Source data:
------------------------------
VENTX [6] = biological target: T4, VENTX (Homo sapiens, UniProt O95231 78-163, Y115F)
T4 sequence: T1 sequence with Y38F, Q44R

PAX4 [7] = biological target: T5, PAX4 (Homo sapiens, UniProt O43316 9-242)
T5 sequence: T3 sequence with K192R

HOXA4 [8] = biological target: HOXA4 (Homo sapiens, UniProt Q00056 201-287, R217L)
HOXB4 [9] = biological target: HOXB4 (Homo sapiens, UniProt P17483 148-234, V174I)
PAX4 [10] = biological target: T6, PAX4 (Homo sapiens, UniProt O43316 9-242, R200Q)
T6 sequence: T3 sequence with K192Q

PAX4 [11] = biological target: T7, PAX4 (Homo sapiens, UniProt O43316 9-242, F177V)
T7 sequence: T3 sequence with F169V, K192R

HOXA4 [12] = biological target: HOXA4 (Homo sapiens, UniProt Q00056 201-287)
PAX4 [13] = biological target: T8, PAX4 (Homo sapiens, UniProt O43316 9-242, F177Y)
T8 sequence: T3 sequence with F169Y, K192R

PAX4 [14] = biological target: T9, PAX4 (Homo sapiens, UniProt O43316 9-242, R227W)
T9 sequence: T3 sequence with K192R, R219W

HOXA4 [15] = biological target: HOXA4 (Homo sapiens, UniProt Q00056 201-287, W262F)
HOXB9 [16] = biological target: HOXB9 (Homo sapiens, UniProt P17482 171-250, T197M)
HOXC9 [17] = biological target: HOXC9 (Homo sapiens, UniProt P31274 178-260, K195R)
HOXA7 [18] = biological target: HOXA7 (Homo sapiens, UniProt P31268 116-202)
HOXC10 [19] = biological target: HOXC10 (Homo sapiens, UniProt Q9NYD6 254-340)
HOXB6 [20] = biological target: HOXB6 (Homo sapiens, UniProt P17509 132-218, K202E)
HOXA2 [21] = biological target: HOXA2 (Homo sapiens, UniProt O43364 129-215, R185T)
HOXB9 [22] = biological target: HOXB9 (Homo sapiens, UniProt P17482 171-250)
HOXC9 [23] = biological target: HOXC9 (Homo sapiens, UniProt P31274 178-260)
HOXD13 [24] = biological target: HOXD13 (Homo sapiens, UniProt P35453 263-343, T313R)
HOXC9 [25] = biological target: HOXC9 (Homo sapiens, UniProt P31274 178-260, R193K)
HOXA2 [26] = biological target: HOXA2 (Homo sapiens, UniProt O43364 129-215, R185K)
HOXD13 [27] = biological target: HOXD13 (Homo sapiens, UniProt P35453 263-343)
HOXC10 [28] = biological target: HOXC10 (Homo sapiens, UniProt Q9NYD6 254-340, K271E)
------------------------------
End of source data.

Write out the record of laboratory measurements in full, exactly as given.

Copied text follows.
VENTX [6] = biological target: T4, VENTX (Homo sapiens, UniProt O95231 78-163, Y115F)
T4 sequence: T1 sequence with Y38F, Q44R

PAX4 [7] = biological target: T5, PAX4 (Homo sapiens, UniProt O43316 9-242)
T5 sequence: T3 sequence with K192R

HOXA4 [8] = biological target: HOXA4 (Homo sapiens, UniProt Q00056 201-287, R217L)
HOXB4 [9] = biological target: HOXB4 (Homo sapiens, UniProt P17483 148-234, V174I)
PAX4 [10] = biological target: T6, PAX4 (Homo sapiens, UniProt O43316 9-242, R200Q)
T6 sequence: T3 sequence with K192Q

PAX4 [11] = biological target: T7, PAX4 (Homo sapiens, UniProt O43316 9-242, F177V)
T7 sequence: T3 sequence with F169V, K192R

HOXA4 [12] = biological target: HOXA4 (Homo sapiens, UniProt Q00056 201-287)
PAX4 [13] = biological target: T8, PAX4 (Homo sapiens, UniProt O43316 9-242, F177Y)
T8 sequence: T3 sequence with F169Y, K192R

PAX4 [14] = biological target: T9, PAX4 (Homo sapiens, UniProt O43316 9-242, R227W)
T9 sequence: T3 sequence with K192R, R219W

HOXA4 [15] = biological target: HOXA4 (Homo sapiens, UniProt Q00056 201-287, W262F)
HOXB9 [16] = biological target: HOXB9 (Homo sapiens, UniProt P17482 171-250, T197M)
HOXC9 [17] = biological target: HOXC9 (Homo sapiens, UniProt P31274 178-260, K195R)
HOXA7 [18] = biological target: HOXA7 (Homo sapiens, UniProt P31268 116-202)
HOXC10 [19] = biological target: HOXC10 (Homo sapiens, UniProt Q9NYD6 254-340)
HOXB6 [20] = biological target: HOXB6 (Homo sapiens, UniProt P17509 132-218, K202E)
HOXA2 [21] = biological target: HOXA2 (Homo sapiens, UniProt O43364 129-215, R185T)
HOXB9 [22] = biological target: HOXB9 (Homo sapiens, UniProt P17482 171-250)
HOXC9 [23] = biological target: HOXC9 (Homo sapiens, UniProt P31274 178-260)
HOXD13 [24] = biological target: HOXD13 (Homo sapiens, UniProt P35453 263-343, T313R)
HOXC9 [25] = biological target: HOXC9 (Homo sapiens, UniProt P31274 178-260, R193K)
HOXA2 [26] = biological target: HOXA2 (Homo sapiens, UniProt O43364 129-215, R185K)
HOXD13 [27] = biological target: HOXD13 (Homo sapiens, UniProt P35453 263-343)
HOXC10 [28] = biological target: HOXC10 (Homo sapiens, UniProt Q9NYD6 254-340, K271E)